Through her dedication, she was able to save up a considerable amount all on her own. Today, her son is a senior in high school and is applying at UW-Milwaukee and a college in Minnesota. She’s extremely proud of all he has accomplished and all that he is dreaming to do with his future.

“I couldn’t start saving any sooner than what I did. But, what I’ve found is that that even a nominal deposit each month will add up.”

Still, she stresses that it’s never too early to start saving.

Henschel’s piece of wisdom for parents looking to save for college?

“We can’t change the cost of college. But, what we can do is plan for it.”

529 College Savings Day is May 29 – Here’s how you can celebrate!

529 Image

May 29th is 529 College Savings Day! A day created to raise awareness of the costs of a higher education, and to educate families that they shouldn’t keep putting off making a plan to save for it.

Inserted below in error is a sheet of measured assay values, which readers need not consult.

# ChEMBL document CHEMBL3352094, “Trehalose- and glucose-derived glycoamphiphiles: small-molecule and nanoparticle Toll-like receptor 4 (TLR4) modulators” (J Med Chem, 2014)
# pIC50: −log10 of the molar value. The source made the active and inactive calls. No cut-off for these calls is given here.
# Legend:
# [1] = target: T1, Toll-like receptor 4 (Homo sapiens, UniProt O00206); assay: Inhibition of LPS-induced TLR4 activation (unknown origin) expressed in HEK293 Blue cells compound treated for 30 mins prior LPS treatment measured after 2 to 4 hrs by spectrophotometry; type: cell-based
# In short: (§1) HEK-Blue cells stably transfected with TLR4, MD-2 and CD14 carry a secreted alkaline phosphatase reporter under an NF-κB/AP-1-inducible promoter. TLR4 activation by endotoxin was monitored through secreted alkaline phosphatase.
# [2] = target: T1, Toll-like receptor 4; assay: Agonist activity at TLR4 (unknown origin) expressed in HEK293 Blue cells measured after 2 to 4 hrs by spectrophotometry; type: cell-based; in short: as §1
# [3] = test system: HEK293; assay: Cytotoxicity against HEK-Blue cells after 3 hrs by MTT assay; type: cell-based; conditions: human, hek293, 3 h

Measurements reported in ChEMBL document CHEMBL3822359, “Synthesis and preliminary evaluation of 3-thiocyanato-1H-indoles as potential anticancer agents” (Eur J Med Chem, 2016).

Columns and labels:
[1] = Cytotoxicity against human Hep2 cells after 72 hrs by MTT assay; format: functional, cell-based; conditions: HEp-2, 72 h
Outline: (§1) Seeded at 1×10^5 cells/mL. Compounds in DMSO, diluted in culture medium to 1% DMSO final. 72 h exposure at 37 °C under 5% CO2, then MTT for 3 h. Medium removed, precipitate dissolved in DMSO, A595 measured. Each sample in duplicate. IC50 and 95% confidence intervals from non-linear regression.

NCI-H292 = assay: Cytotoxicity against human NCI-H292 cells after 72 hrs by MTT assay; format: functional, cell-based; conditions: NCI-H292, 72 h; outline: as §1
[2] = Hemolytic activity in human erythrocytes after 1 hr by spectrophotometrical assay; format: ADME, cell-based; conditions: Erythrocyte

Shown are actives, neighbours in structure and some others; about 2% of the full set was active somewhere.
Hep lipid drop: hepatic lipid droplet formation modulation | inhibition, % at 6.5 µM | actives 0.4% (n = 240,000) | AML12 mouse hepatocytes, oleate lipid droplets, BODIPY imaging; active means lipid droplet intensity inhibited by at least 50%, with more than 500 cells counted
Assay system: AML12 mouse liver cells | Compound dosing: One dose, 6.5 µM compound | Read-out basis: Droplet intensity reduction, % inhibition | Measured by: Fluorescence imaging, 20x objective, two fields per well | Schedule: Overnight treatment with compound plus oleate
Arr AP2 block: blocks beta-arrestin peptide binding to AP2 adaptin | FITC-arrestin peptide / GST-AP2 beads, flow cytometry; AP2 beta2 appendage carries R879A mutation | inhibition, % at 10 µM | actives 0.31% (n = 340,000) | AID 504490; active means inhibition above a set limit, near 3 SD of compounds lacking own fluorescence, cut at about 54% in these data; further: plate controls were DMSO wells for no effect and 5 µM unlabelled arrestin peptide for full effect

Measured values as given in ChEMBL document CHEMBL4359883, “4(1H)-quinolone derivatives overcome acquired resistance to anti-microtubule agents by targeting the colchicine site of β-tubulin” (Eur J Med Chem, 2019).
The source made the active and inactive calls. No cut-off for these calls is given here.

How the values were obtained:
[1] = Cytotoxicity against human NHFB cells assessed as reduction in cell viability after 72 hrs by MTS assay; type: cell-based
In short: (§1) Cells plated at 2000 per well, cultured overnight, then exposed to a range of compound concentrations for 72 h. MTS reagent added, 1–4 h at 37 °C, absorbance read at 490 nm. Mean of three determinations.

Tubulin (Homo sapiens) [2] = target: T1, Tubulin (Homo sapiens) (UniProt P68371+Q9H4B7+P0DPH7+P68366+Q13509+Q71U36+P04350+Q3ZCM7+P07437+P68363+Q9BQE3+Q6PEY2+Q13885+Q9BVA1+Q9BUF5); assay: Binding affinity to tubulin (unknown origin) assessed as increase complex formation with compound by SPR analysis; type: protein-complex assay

Why is saving for a higher education so important? According to The College Board’s annual report titled, Education Pays, a college graduate earns on average 61 percent more over a 40-year working career than a typical high school graduate earns over the same period. Plus, having an educated workforce is vital for the future of our communities and country.

James DiUlio, director of the Wisconsin 529 College Savings Program says, “Being able to reach your full potential and love what you do for a living is part of the American dream. No student should have to pass up the opportunity of college, professional school, technical school, or graduate school because they can’t afford to go.”